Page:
Mari, it’s been ten days, the longest we’ve ever gone without a sighting. It’s so hard not to imagine all sorts of awful things. I know, the weather’s been terrible, and people haven’t been out, but the weather makes waiting even more nerve-wracking. Okay, I’ve never liked winter except as an excuse to bundle up and drink hot chocolate and of course squish you (which you’d usually tolerate for about 15 minutes and then go “nnngh!”, shake off, run away, and come back whacking a toy as hard as you could: “I’m not cuddly! I’m tough. I kill squirrels!” Yeah. Really tough. Especially when you run up to us and flop over for an emergency belly rub.), and we’re trying to hold on to all of the stories and the experts who say, “Animals make it through the winter all the time!” and tell us their stories of pets they’ve rescued who made it through awful winters, as well.
I know you’re tough and smart and cautious — you aren’t going to do anything stupid. And even with us watching you, you were an amazing scavenger. You’d sneak into a bush and emerge with an entire sandwich or manage to climb from stairs onto a table and eat an entire dish of marinade left out after a barbecue. And you’re brilliant — remember the whole thing with the laser pointer? We were at Jeff’s, and he had one, and you love bug hunting and were convinced the laser was a bug. You’d watch it and then pounce and whenever it disappeared, you’d crouch by the nearest crack in the wooden floorboards and try to get a claw in to work it out. Hours of entertainment! But then the next time we pulled out a laser pointer, you didn’t do it. You gave your dad the most exasperated look I’ve ever seen on a dog. “Whatever, dad. It’s in your hand. I see it.” You’d rather gnaw on something or hunt a real bug. The funny thing was, you never wanted to kill any bugs you captured, you’d just bat at them and study them as they moved. You’d cover them with a paw and try to hide them from me in case I really wanted to play with them. Silly girl.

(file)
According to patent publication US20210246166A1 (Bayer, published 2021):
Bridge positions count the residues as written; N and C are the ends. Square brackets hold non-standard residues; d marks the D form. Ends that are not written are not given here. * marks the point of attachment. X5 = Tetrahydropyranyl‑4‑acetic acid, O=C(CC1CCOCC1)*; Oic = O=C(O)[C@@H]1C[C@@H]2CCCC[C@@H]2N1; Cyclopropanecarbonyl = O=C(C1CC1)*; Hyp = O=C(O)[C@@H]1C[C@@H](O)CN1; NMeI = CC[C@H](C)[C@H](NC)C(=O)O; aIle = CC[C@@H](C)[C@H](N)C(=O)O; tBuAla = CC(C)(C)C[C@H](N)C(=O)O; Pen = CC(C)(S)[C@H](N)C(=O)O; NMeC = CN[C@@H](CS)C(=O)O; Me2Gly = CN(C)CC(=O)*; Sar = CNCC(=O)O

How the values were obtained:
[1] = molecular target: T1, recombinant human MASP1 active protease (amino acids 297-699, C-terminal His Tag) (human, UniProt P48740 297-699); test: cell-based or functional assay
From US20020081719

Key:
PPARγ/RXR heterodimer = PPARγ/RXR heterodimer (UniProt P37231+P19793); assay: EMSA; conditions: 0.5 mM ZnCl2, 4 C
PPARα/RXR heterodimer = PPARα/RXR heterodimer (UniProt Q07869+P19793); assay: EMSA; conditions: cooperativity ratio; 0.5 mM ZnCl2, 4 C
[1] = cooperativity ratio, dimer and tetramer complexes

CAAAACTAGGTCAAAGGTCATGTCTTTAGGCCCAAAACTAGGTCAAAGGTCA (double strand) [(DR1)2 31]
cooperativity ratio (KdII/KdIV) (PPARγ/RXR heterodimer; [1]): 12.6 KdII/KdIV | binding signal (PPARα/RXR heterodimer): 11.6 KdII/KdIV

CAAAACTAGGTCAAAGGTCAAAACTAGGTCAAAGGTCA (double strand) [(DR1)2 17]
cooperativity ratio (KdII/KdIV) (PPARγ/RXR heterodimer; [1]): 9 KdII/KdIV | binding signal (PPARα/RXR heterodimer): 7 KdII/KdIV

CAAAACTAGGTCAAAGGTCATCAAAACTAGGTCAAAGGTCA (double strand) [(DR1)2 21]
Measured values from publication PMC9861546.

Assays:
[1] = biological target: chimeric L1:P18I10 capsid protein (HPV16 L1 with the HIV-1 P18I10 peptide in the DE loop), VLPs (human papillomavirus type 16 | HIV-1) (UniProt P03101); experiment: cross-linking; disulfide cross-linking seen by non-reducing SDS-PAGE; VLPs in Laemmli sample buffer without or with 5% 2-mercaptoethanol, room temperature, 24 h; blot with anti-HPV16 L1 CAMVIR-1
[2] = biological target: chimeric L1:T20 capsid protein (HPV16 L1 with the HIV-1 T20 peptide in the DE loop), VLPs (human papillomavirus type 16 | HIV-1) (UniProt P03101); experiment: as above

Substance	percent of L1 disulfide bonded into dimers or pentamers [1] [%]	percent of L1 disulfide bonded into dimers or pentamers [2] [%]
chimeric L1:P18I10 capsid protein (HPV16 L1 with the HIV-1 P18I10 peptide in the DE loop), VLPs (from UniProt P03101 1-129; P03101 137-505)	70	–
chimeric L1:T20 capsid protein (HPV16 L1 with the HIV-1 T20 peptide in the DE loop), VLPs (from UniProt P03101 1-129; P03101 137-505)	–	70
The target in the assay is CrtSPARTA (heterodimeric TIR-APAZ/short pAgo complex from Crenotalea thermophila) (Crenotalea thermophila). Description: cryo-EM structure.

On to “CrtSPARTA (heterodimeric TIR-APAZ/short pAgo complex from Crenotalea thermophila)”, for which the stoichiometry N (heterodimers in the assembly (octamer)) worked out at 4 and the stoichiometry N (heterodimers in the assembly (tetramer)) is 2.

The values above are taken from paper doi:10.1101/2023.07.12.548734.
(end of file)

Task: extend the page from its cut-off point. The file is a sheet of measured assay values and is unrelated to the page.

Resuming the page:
When we first brought you home, we bought toys and Nylabones that were appropriate for your size. Big mistake. You’d rip through those in a minute. Turns out you’re a power chewer. We started buying toys for German shepherds. They barely fit in your mouth, but you loved them. You’d maneuver them into position and hold them in place with your paws and then chomp away, your eyes half closed and your tail thumping on the floor every time you paused to take a break.
I’ve been sending notes to all of our experts for their advice — patience? tracking? better feeding station locations? — and trying to keep things going, sol. I have a busy afternoon ahead with more emails and calls, so I better get to it. You stay out there, okay? You know those words, Marisol. Stay. Good girl.